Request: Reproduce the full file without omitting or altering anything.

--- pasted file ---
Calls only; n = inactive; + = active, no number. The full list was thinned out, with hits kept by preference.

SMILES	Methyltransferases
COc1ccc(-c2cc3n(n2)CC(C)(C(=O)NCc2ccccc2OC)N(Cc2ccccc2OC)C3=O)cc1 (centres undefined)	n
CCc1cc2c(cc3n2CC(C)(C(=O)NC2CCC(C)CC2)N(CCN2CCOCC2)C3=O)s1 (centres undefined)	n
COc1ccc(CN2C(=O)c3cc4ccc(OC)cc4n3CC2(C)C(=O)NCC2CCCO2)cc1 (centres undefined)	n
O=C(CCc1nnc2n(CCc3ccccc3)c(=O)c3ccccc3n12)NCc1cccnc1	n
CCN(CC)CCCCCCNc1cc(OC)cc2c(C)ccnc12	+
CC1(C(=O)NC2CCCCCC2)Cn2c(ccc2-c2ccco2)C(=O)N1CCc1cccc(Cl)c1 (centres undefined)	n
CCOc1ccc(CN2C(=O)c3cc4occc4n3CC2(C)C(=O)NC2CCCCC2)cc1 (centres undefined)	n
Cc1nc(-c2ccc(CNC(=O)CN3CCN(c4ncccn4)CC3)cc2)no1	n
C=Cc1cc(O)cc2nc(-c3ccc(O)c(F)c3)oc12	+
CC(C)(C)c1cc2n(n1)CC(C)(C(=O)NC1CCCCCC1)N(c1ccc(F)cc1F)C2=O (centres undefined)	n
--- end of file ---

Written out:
Calls only; n = inactive; + = active, no number. The full list was thinned out, with hits kept by preference.

SMILES	Methyltransferases
COc1ccc(-c2cc3n(n2)CC(C)(C(=O)NCc2ccccc2OC)N(Cc2ccccc2OC)C3=O)cc1 (centres undefined)	n
CCc1cc2c(cc3n2CC(C)(C(=O)NC2CCC(C)CC2)N(CCN2CCOCC2)C3=O)s1 (centres undefined)	n
COc1ccc(CN2C(=O)c3cc4ccc(OC)cc4n3CC2(C)C(=O)NCC2CCCO2)cc1 (centres undefined)	n
O=C(CCc1nnc2n(CCc3ccccc3)c(=O)c3ccccc3n12)NCc1cccnc1	n
CCN(CC)CCCCCCNc1cc(OC)cc2c(C)ccnc12	+
CC1(C(=O)NC2CCCCCC2)Cn2c(ccc2-c2ccco2)C(=O)N1CCc1cccc(Cl)c1 (centres undefined)	n
CCOc1ccc(CN2C(=O)c3cc4occc4n3CC2(C)C(=O)NC2CCCCC2)cc1 (centres undefined)	n
Cc1nc(-c2ccc(CNC(=O)CN3CCN(c4ncccn4)CC3)cc2)no1	n
C=Cc1cc(O)cc2nc(-c3ccc(O)c(F)c3)oc12	+
CC(C)(C)c1cc2n(n1)CC(C)(C(=O)NC1CCCCCC1)N(c1ccc(F)cc1F)C2=O (centres undefined)	n